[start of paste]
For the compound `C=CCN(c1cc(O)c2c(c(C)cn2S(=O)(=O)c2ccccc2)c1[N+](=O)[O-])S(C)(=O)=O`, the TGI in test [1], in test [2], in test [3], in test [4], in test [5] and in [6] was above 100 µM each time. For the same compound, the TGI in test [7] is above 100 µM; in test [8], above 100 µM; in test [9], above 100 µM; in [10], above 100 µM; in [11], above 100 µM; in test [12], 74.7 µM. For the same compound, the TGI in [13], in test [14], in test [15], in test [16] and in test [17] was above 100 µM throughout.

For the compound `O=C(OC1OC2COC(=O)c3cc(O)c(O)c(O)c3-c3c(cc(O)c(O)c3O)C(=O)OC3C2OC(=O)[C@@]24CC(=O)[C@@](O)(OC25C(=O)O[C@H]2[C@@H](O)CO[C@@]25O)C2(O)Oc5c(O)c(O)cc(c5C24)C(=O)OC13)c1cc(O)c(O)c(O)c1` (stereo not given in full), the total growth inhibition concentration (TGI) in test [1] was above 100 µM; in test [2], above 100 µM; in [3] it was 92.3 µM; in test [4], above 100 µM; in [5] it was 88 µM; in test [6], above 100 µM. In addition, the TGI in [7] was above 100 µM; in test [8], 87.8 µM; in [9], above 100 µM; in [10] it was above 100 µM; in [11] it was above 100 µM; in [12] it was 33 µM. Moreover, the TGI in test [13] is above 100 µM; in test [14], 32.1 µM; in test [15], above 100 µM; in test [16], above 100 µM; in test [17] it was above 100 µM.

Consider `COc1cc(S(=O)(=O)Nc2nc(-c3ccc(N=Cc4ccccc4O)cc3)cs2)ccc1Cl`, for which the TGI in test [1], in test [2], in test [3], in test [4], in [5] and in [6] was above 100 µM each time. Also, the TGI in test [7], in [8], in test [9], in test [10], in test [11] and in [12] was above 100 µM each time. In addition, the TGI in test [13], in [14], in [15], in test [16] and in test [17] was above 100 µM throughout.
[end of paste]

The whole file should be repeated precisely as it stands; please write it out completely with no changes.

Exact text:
For the compound `C=CCN(c1cc(O)c2c(c(C)cn2S(=O)(=O)c2ccccc2)c1[N+](=O)[O-])S(C)(=O)=O`, the TGI in test [1], in test [2], in test [3], in test [4], in test [5] and in [6] was above 100 µM each time. For the same compound, the TGI in test [7] is above 100 µM; in test [8], above 100 µM; in test [9], above 100 µM; in [10], above 100 µM; in [11], above 100 µM; in test [12], 74.7 µM. For the same compound, the TGI in [13], in test [14], in test [15], in test [16] and in test [17] was above 100 µM throughout.

For the compound `O=C(OC1OC2COC(=O)c3cc(O)c(O)c(O)c3-c3c(cc(O)c(O)c3O)C(=O)OC3C2OC(=O)[C@@]24CC(=O)[C@@](O)(OC25C(=O)O[C@H]2[C@@H](O)CO[C@@]25O)C2(O)Oc5c(O)c(O)cc(c5C24)C(=O)OC13)c1cc(O)c(O)c(O)c1` (stereo not given in full), the total growth inhibition concentration (TGI) in test [1] was above 100 µM; in test [2], above 100 µM; in [3] it was 92.3 µM; in test [4], above 100 µM; in [5] it was 88 µM; in test [6], above 100 µM. In addition, the TGI in [7] was above 100 µM; in test [8], 87.8 µM; in [9], above 100 µM; in [10] it was above 100 µM; in [11] it was above 100 µM; in [12] it was 33 µM. Moreover, the TGI in test [13] is above 100 µM; in test [14], 32.1 µM; in test [15], above 100 µM; in test [16], above 100 µM; in test [17] it was above 100 µM.

Consider `COc1cc(S(=O)(=O)Nc2nc(-c3ccc(N=Cc4ccccc4O)cc3)cs2)ccc1Cl`, for which the TGI in test [1], in test [2], in test [3], in test [4], in [5] and in [6] was above 100 µM each time. Also, the TGI in test [7], in [8], in test [9], in test [10], in test [11] and in [12] was above 100 µM each time. In addition, the TGI in test [13], in [14], in [15], in test [16] and in test [17] was above 100 µM throughout.